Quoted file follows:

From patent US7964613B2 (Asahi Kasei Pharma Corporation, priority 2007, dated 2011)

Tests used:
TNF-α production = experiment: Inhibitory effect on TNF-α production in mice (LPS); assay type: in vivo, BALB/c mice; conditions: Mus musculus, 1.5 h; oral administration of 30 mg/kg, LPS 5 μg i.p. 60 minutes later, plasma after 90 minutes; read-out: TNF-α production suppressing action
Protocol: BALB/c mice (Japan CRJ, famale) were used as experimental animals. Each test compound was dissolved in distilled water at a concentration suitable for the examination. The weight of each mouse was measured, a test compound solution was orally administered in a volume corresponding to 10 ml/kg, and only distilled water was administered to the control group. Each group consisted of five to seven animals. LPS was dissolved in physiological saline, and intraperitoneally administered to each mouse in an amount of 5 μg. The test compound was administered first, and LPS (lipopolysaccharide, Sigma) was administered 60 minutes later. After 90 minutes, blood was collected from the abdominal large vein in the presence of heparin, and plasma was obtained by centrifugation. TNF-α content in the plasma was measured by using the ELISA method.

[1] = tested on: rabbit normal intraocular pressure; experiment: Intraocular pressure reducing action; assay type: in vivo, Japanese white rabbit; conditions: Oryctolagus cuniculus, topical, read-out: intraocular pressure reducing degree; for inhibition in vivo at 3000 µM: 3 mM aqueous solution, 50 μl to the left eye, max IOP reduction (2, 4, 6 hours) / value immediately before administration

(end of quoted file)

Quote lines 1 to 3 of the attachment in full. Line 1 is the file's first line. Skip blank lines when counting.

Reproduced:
From patent US7964613B2 (Asahi Kasei Pharma Corporation, priority 2007, dated 2011)

Tests used:
TNF-α production = experiment: Inhibitory effect on TNF-α production in mice (LPS); assay type: in vivo, BALB/c mice; conditions: Mus musculus, 1.5 h; oral administration of 30 mg/kg, LPS 5 μg i.p. 60 minutes later, plasma after 90 minutes; read-out: TNF-α production suppressing action